Orphans of the Carnival
Julia Pastrana, born in 1834, is painfully aware that she is unique. As a little girl in a Sinaloa orphanage, she imagines that Mexico’s mountains are full of women like her, with hairy faces and protruding teeth. However, Julia hears of other human freaks in New Orleans—perhaps one is like her! Besides, she is assured that their differences earn them good money. So, in 1854 Julia veils her shocking face and buys a train ticket to New Orleans.
Contemporary doctors declare that Julia is the result of a human mating with an orangutan or a bear, or perhaps she is a species unto herself. Her hypertrichosis is actually a mutation, but the cause matters little. The jarring combination of Julia’s angelic voice and graceful dancing, paired with her bestial appearance, makes her a sensation wherever she appears. Then Theodore Lent, a charming opportunist, sees Julia on stage in New York. He promises her that she would become rich and famous performing in Europe. Lent lures her away from her manager, and off they go.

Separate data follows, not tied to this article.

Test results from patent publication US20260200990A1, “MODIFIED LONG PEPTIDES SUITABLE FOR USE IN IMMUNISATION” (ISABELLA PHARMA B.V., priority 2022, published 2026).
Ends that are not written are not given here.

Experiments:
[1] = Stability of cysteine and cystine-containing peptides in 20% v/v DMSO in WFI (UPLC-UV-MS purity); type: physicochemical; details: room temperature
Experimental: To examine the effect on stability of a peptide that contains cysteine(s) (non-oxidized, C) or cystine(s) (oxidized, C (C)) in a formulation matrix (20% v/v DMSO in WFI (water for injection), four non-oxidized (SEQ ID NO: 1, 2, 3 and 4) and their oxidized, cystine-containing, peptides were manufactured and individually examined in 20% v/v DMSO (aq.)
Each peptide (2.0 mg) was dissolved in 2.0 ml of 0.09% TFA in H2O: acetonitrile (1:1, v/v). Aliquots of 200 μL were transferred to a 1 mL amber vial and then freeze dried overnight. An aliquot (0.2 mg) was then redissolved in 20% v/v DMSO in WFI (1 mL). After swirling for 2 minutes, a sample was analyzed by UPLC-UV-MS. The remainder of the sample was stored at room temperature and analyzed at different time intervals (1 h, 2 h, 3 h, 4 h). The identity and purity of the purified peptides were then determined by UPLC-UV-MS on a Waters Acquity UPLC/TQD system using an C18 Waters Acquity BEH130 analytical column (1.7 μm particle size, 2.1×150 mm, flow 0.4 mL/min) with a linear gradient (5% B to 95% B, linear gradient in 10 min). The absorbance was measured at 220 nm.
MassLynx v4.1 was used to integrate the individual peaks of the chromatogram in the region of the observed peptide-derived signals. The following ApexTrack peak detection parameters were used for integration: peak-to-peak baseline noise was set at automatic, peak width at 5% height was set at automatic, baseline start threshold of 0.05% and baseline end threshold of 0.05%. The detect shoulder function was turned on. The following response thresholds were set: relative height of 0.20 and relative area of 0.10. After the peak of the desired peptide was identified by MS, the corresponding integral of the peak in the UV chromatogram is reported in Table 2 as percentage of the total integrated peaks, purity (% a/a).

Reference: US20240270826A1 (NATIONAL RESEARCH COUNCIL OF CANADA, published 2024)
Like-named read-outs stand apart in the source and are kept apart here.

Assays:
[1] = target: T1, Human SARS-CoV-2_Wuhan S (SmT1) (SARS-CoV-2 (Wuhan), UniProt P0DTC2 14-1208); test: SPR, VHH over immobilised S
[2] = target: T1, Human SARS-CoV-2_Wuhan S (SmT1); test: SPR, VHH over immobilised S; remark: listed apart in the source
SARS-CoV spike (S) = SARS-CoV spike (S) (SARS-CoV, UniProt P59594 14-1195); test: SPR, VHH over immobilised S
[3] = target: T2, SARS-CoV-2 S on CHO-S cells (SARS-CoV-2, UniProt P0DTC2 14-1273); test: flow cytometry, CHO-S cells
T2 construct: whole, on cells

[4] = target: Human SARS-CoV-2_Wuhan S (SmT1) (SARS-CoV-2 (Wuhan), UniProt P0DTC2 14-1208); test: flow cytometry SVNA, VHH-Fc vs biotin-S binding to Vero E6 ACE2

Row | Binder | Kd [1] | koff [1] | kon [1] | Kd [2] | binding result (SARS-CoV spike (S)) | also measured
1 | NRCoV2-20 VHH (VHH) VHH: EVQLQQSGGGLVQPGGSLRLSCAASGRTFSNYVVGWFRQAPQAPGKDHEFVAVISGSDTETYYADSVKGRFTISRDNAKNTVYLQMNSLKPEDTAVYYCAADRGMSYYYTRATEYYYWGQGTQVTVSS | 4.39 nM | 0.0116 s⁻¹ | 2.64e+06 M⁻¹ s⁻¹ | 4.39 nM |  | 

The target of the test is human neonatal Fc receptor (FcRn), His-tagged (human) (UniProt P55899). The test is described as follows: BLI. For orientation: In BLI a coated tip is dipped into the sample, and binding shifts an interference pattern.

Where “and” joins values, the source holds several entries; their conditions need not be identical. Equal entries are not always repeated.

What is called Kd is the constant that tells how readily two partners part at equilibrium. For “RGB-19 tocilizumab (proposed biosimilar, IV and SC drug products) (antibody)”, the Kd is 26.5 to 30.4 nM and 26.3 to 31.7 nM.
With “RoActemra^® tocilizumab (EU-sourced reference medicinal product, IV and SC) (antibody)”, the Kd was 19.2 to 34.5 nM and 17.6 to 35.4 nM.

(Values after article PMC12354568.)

Carol Birch’s Orphans of the Carnival is an extraordinarily sensitive fictionalization of Julia Pastrana’s life. The poor woman was simultaneously lauded and reviled, and Ms. Birch does a terrific job of portraying the young woman’s ambivalence and inserting readers into Julia’s double life. What of Theo Lent? Does he love Julia, or is it a marriage of convenience with Lent as a well-compensated manager for life? I highly recommend that you read Orphans of the Carnival and find out for yourself.